Since 1977, the Maine SBDC has been recognized as a leader in the small business economic and development arenas. We are here to answer your questions, big or small!

What Next?

We’ve compiled key information to consider as you move forward. But as always, never hesitate to reach out to a Maine SBDC advisor for one-on-one assistance

Maine SBDC is here to support the launch, growth, and success of Maine’s entrepreneurs and small business owners. We are your cheerleaders and your sounding board as you make critical decisions that impact the future of your (new or existing) business. With over 40 years of experience, the goal of the Maine SBDC is to “teach you to fish”, helping you more confidently navigate the challenges (and rewards) of business ownership.

Business advising is provided at no charge to small business owners thanks to the support of funding from the U.S. Small Business Administration, the Maine Department of Community and Economic Development, the University of Southern Maine, and others.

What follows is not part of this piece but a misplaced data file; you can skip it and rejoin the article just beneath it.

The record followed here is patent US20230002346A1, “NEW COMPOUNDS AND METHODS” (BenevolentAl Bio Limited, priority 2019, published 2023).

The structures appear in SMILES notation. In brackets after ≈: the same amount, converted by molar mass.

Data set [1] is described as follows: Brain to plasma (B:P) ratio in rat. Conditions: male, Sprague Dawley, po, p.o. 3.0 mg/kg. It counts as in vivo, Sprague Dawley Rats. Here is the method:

Maine SBDC has locations throughout the state, including a center on the University of Southern Maine Portland Campus. To find a location near you, please visit our site location finder. Meetings with a business advisor can be arranged in person and virtually.

Yes, all SBDC representatives agree to abide by the federal guidelines within the Privacy Act of 1974. Information you provide will be held in the strictest confidence and will not be released to any parties outside of the Maine SBDC network. Your information will not be sold or provided to other organizations. Specific information on you and the nature of your engagement with the SBDC will not be released without your consent. No information that you provide will be used to the commercial advantage of any SBDC representative or to the advantage of a third party.

In most cases, grants for for-profit businesses are not widely available and those that are can be very difficult to obtain. Most grants are funded by your tax dollars and are set up to address a particular economic or social concern or issue. They come with strict qualifications, eligibility, record-keeping, and reporting requirements. Read more in our blog here.

The SBDC does not have any money to loan but your business advisor can suggest appropriate sources for funding that meet your business’s needs. The best funding for your business will depend on your situation. Sources of funding might include commercial bank loans, local community lenders, venture capital, equity investments, grants, or special loan insurance/guarantee programs.